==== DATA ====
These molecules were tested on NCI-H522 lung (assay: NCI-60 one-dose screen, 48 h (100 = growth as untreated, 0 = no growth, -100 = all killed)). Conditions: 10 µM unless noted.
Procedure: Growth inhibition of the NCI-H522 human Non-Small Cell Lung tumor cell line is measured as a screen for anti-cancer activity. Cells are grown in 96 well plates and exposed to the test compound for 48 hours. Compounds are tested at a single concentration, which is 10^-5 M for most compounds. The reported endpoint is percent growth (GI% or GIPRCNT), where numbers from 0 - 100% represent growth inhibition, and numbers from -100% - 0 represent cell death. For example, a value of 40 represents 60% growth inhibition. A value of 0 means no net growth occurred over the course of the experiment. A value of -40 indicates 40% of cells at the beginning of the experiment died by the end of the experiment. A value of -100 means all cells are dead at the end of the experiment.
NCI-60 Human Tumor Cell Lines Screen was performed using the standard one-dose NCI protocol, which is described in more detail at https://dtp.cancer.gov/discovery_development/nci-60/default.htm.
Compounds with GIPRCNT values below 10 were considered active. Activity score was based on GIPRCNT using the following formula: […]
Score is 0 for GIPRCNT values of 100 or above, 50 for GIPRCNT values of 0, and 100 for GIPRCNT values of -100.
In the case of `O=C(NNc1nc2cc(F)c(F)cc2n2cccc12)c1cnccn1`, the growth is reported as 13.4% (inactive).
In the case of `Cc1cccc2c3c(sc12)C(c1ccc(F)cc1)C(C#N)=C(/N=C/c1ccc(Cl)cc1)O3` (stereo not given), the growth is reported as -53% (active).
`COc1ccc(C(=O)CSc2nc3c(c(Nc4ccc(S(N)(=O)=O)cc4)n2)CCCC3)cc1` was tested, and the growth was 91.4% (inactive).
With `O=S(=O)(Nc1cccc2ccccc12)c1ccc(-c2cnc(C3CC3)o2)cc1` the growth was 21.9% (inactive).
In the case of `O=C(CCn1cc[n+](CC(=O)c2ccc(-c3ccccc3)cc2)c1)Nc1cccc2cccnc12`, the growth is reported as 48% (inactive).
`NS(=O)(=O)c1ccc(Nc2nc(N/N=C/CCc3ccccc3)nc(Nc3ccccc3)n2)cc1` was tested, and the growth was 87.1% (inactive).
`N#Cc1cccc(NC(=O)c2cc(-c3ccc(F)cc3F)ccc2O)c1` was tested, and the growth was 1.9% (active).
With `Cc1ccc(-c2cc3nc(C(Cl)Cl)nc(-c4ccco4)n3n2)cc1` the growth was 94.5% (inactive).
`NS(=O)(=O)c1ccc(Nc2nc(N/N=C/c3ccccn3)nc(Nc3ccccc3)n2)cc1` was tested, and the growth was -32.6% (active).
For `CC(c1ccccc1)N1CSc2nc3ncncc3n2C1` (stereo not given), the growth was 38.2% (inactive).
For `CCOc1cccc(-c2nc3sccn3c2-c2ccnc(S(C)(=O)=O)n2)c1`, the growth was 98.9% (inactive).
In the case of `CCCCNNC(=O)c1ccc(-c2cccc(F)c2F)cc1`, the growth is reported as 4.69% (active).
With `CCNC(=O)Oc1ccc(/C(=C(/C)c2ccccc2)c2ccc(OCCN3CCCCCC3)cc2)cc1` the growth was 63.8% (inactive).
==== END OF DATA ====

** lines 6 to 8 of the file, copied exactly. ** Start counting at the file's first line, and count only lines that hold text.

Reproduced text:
In the case of `O=C(NNc1nc2cc(F)c(F)cc2n2cccc12)c1cnccn1`, the growth is reported as 13.4% (inactive).
In the case of `Cc1cccc2c3c(sc12)C(c1ccc(F)cc1)C(C#N)=C(/N=C/c1ccc(Cl)cc1)O3` (stereo not given), the growth is reported as -53% (active).
`COc1ccc(C(=O)CSc2nc3c(c(Nc4ccc(S(N)(=O)=O)cc4)n2)CCCC3)cc1` was tested, and the growth was 91.4% (inactive).